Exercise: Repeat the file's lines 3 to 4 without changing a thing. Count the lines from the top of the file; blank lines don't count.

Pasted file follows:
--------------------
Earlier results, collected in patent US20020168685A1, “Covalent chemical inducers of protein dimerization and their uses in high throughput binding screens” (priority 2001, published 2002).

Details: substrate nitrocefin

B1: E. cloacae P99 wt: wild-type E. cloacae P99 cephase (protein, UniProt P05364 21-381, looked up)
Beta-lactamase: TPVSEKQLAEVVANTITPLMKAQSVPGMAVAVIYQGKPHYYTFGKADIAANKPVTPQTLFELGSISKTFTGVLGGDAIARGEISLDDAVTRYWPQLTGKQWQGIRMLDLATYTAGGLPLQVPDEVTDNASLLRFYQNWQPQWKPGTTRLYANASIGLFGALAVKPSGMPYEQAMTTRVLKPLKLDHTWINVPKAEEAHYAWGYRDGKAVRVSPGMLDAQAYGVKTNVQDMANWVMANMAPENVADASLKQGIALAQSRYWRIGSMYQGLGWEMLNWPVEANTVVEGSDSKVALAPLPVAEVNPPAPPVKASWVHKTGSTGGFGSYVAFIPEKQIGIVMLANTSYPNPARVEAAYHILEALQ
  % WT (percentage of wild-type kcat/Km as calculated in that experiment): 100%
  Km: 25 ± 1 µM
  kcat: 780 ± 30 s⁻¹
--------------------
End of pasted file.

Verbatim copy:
B1: E. cloacae P99 wt: wild-type E. cloacae P99 cephase (protein, UniProt P05364 21-381, looked up)
Beta-lactamase: TPVSEKQLAEVVANTITPLMKAQSVPGMAVAVIYQGKPHYYTFGKADIAANKPVTPQTLFELGSISKTFTGVLGGDAIARGEISLDDAVTRYWPQLTGKQWQGIRMLDLATYTAGGLPLQVPDEVTDNASLLRFYQNWQPQWKPGTTRLYANASIGLFGALAVKPSGMPYEQAMTTRVLKPLKLDHTWINVPKAEEAHYAWGYRDGKAVRVSPGMLDAQAYGVKTNVQDMANWVMANMAPENVADASLKQGIALAQSRYWRIGSMYQGLGWEMLNWPVEANTVVEGSDSKVALAPLPVAEVNPPAPPVKASWVHKTGSTGGFGSYVAFIPEKQIGIVMLANTSYPNPARVEAAYHILEALQ